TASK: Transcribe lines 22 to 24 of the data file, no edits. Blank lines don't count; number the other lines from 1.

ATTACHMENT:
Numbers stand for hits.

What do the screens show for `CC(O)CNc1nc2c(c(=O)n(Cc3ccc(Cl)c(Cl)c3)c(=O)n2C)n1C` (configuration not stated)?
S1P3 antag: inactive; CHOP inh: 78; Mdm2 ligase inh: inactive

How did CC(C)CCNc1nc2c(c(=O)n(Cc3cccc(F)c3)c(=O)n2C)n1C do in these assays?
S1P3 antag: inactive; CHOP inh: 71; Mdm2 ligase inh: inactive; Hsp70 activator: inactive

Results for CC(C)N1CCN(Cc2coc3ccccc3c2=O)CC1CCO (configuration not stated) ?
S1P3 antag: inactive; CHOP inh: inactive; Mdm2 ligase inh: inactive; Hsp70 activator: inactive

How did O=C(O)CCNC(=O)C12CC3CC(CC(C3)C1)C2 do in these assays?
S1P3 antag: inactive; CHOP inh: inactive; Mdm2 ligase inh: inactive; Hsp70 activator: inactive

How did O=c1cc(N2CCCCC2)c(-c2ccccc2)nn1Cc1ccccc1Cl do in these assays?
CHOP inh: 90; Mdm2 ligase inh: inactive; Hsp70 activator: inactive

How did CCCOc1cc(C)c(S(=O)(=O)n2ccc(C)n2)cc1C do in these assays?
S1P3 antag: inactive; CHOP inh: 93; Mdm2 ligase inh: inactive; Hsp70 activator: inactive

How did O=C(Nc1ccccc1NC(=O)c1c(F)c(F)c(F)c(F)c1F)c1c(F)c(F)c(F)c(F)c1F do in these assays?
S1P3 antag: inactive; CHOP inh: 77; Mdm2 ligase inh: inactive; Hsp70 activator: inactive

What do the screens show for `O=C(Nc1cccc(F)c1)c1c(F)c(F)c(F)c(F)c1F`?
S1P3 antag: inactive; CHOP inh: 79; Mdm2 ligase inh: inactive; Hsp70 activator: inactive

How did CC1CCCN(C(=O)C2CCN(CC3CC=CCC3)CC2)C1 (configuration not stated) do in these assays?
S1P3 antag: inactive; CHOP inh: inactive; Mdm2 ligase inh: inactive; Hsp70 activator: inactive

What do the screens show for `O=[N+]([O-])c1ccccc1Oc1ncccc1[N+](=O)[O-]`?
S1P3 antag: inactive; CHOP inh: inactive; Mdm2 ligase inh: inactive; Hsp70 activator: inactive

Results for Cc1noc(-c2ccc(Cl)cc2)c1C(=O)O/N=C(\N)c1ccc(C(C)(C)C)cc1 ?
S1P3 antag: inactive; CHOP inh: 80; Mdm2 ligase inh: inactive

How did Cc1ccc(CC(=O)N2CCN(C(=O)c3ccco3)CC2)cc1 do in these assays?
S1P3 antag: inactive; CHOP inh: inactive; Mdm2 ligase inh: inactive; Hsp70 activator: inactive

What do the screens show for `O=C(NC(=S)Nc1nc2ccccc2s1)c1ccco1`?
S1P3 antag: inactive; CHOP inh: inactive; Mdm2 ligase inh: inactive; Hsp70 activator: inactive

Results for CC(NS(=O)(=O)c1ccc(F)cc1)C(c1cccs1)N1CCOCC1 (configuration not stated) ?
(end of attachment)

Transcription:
Results for Cc1noc(-c2ccc(Cl)cc2)c1C(=O)O/N=C(\N)c1ccc(C(C)(C)C)cc1 ?
S1P3 antag: inactive; CHOP inh: 80; Mdm2 ligase inh: inactive

How did Cc1ccc(CC(=O)N2CCN(C(=O)c3ccco3)CC2)cc1 do in these assays?